**I wasn’t sure if I was going to be able to share this recipe with you today as we have been experiencing the craziest snowstorm I have ever seen in the Puget Sound area. My wonderful devoted husband and life saver Phil, trudged two miles in this nasty storm over ice and through wind to get the bok choy and those delicious halibut cheeks for our dinner. Thank you my dear, I am a lucky girl.**
On to the butter poaching. . .
Is there anything more luxurious sounding than butter . . . poached . . . halibut cheeks? I’ve been excited to make this recipe for The Endive Chronicles 2008 Holiday Bonanza ever since I first ate halibut cheeks last October. The delicate texture is reminiscent of a cross between a scallop and crab with all the sweetness of lobster. Eating them is a heavenly experience.
The first time I bought them I asked my fish monger how he liked them prepared. He told me there was nothing better to do than to bread and fry them. Despite his pronouncement, I sauted mine in butter instead and I am glad I did. I think the fryer would have rendered them positively flavorless.
After that first taste I decided these deserved the royal treatment to preserve and pronounce their flavor in the most luscious way I know how, by giving them a warm bath in a velvety butter sauce. This recipe is a bit of a luxurious splurge which is why I have chosen to share it with you at the holidays. What better time can there be to treat yourself to an extra special meal.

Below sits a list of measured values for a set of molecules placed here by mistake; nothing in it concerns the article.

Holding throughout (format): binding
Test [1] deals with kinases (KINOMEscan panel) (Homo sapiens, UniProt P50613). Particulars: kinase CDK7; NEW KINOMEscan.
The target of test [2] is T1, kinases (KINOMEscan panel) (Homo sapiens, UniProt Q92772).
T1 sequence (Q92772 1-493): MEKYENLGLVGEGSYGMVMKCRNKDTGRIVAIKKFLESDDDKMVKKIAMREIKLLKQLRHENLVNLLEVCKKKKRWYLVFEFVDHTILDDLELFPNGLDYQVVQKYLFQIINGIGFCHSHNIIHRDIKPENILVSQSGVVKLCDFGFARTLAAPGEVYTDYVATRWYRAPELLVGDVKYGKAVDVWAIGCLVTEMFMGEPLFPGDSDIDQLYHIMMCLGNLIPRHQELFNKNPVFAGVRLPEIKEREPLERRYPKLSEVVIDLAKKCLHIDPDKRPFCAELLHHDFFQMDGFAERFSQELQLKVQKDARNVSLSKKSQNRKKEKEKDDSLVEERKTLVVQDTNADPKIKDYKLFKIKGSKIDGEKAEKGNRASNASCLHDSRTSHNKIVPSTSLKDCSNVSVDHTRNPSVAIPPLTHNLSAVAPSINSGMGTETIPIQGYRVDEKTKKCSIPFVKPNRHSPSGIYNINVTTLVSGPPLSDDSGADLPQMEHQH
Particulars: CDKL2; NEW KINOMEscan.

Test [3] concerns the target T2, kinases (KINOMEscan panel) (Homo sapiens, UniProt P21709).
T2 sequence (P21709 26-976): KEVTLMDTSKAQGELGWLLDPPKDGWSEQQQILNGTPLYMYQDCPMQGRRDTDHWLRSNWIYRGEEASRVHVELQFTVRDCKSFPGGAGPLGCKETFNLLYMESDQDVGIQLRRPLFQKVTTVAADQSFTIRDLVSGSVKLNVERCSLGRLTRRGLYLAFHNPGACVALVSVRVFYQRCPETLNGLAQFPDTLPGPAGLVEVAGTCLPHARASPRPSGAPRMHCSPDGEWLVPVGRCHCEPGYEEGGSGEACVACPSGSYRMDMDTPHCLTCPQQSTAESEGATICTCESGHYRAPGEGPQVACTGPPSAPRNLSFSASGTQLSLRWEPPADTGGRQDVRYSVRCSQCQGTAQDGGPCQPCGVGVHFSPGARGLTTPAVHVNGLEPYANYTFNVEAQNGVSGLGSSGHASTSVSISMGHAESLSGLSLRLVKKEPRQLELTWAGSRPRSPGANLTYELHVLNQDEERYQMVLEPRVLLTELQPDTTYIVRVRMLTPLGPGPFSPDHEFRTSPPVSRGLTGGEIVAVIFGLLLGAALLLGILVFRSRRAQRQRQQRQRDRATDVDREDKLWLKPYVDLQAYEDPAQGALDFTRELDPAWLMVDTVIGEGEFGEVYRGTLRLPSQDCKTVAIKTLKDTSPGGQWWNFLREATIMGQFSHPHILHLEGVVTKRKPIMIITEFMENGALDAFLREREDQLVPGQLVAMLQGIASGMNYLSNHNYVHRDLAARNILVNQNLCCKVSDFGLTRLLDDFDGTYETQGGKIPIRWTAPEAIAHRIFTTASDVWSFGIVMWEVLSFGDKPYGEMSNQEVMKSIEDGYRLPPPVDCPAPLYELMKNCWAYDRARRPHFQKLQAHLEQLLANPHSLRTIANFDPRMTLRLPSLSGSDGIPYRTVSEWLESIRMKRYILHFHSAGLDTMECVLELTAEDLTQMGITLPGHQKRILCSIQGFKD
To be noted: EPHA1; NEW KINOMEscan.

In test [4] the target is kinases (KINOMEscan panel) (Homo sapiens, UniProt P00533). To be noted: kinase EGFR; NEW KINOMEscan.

A few of you are probably a bit perplexed as to why I am sharing a recipe for halibut cheeks instead of some sort of roast, I mean it is the holidays after all. The answer is simple, in my family it is traditional to serve some type of seafood on Christmas Eve. While we usually dined on some sort of seafood risotto or bouillabaisse, this fits the bill in my kitchen. I have combined a few classic flavors from the culinary realm with two ingredients that proclaim the influence fishing and Asian cultures have had on our area and I am very well pleased with the result.
The Poaching Liquid
1/2 cup Onion, minced
2 Garlic Cloves, minced
2 cups Dry White Wine, at room temperature
4 cups Fish Stock (Chicken will work also), warm
2 1/2 cups + 1 TBS Butter, cut up into smallish pieces, at room temperature
1/2 tsp Freshly Ground Pepper, or to taste
1/2 tsp Sel de Mer or other Sea Salt, to taste
1 TBS Flat Leaf Parsley, chopped
2-3 TBS Tarragon
Melt 1 TBS of the butter in a sauce pan over medium heat and saute the onions and garlic until soft, not brown. Add the wine and reduce by half before adding the stock. Then, slowly add in the butter blending with an immersion blender or whisking like the dickens until it is well incorporated. Stir in the herbs, salt and pepper.
The Halibut Cheeks and Baby Bok Choy
6-8 Halibut Cheeks, rinsed well and drained
4-6 Baby Bok Choy, washed and sliced in half
Tarragon, chopped for garnish
Clementine or lemon wedges, optional
Reserve about a half of a cup of the poaching liquid for drizzling over the finished product, keep warm.
Divide the poaching liquid, into one low pan for the bok choy and one in a sauce pan for the halibut and heat to 130F. Add the bok choy and halibut to their respective pans and allow to cook until the bok choy is tender and halibut opaque, about 20 to 30 minutes.
Plate your halibut and bok choy, dressing with the reserved liquid and sprinkling with a bit of tarragon. Serve warm and if you’d like, with a wedge of clementine, lemon or even kalamansi.